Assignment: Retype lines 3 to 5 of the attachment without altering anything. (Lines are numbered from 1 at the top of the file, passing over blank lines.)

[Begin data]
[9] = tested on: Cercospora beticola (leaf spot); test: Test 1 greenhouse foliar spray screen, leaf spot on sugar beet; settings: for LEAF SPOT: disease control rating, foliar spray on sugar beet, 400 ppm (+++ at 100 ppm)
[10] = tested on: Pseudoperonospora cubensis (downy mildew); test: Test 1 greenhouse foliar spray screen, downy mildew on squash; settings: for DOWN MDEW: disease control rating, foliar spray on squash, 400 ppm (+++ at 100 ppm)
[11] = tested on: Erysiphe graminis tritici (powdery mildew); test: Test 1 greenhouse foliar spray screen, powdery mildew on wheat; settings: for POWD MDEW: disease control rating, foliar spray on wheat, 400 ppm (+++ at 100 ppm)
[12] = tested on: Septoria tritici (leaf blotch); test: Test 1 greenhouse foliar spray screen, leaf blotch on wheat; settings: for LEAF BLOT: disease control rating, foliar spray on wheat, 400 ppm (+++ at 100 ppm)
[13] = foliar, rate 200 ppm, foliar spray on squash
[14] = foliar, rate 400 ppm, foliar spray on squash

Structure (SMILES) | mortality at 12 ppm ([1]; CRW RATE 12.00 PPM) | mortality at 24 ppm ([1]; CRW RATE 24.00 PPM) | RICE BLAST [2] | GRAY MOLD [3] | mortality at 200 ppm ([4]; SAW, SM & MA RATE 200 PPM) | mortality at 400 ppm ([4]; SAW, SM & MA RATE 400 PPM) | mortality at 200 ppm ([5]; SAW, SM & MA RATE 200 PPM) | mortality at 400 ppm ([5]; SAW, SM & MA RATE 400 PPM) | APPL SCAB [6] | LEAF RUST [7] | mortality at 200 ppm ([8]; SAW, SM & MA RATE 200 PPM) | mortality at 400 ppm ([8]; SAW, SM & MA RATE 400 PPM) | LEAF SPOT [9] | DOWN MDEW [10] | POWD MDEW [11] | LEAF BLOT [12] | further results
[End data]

[11] = tested on: Erysiphe graminis tritici (powdery mildew); test: Test 1 greenhouse foliar spray screen, powdery mildew on wheat; settings: for POWD MDEW: disease control rating, foliar spray on wheat, 400 ppm (+++ at 100 ppm)
[12] = tested on: Septoria tritici (leaf blotch); test: Test 1 greenhouse foliar spray screen, leaf blotch on wheat; settings: for LEAF BLOT: disease control rating, foliar spray on wheat, 400 ppm (+++ at 100 ppm)
[13] = foliar, rate 200 ppm, foliar spray on squash